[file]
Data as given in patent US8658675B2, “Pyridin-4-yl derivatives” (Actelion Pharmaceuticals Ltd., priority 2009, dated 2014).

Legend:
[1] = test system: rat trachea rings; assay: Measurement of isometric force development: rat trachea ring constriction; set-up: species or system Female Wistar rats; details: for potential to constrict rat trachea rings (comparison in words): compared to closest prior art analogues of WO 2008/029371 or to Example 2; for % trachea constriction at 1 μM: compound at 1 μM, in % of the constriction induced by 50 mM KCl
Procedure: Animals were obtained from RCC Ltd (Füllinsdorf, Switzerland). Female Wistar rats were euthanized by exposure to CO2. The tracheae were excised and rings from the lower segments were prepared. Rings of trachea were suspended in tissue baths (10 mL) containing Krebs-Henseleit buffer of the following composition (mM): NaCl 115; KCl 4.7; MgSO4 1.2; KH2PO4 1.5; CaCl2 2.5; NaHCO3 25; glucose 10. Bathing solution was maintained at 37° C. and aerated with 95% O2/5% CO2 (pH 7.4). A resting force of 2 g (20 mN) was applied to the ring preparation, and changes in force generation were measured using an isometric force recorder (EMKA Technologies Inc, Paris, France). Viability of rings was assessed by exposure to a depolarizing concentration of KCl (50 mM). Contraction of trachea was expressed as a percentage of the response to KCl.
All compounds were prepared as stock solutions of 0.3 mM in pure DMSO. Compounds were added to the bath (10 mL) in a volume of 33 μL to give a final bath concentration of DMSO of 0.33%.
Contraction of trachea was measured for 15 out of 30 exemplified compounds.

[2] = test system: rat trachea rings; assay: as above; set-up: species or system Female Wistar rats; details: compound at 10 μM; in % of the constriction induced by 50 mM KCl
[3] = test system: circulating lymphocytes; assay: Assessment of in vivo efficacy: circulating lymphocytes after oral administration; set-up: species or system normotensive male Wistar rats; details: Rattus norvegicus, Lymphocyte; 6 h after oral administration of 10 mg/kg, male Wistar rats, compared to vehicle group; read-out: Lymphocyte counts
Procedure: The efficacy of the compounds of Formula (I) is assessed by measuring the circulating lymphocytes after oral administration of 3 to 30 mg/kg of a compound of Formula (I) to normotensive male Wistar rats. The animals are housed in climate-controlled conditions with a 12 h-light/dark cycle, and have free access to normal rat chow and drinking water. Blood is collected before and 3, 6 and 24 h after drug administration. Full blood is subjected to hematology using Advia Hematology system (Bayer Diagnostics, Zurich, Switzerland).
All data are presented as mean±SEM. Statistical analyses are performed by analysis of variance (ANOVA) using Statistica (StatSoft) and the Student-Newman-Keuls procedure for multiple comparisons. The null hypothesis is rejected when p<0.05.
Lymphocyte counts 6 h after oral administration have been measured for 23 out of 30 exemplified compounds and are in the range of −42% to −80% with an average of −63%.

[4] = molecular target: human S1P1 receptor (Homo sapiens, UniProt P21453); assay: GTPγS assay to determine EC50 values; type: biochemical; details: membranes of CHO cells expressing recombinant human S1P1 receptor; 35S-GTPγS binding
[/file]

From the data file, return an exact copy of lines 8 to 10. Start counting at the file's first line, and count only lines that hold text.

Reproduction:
[3] = test system: circulating lymphocytes; assay: Assessment of in vivo efficacy: circulating lymphocytes after oral administration; set-up: species or system normotensive male Wistar rats; details: Rattus norvegicus, Lymphocyte; 6 h after oral administration of 10 mg/kg, male Wistar rats, compared to vehicle group; read-out: Lymphocyte counts
Procedure: The efficacy of the compounds of Formula (I) is assessed by measuring the circulating lymphocytes after oral administration of 3 to 30 mg/kg of a compound of Formula (I) to normotensive male Wistar rats. The animals are housed in climate-controlled conditions with a 12 h-light/dark cycle, and have free access to normal rat chow and drinking water. Blood is collected before and 3, 6 and 24 h after drug administration. Full blood is subjected to hematology using Advia Hematology system (Bayer Diagnostics, Zurich, Switzerland).
All data are presented as mean±SEM. Statistical analyses are performed by analysis of variance (ANOVA) using Statistica (StatSoft) and the Student-Newman-Keuls procedure for multiple comparisons. The null hypothesis is rejected when p<0.05.